I've been too swamped with law school to post anything new for a while now, but the past few weeks I've been working on a series of maps for Professor Issa Kohler-Hausmann. Her new book, Misdemeanorland, looks at expanded policing for minor offenses like misdemeanors and violations. In order to get a better sense of how crime and people are distributed across the city, and how that relates to voting behavior for District Attorney elections, I put together some maps of race and ethnicity, misdemeanors and felonies, and voting in DA-elections. You should also check out the other maps and charts that Issa had made, which tract campaign financing theft-of-services violations (like jumping a turnstile). You can see them all on her companion website for the book.
The one technical aspect of this that was a bit tricky was working with the election and population data. Election information is stored by the Board of Elections at a unit called the election district. Population estimates, on the other hand, come from the census and are stored in different aggregate units like census tracts and census block groups. I came up with a simple methodology for assigning population counts to election districts, in order to create voting maps that are normalized by population. The methodology requires the assumption that population is evenly distributed geographically within each census tract, while is obviously faulty. There are lots of ways to improve this - perhaps by adding zoning and land use layers to the maps and weighting population more heavily in more residential areas. For now, you can read about the methodology I implemented for the maps posted here.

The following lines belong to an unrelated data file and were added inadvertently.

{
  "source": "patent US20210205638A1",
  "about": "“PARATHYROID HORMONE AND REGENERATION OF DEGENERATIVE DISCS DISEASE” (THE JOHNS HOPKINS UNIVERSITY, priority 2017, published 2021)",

In retrospect, my color choices are totally whacky and nonsensical. Just squint a little and we'll make it through.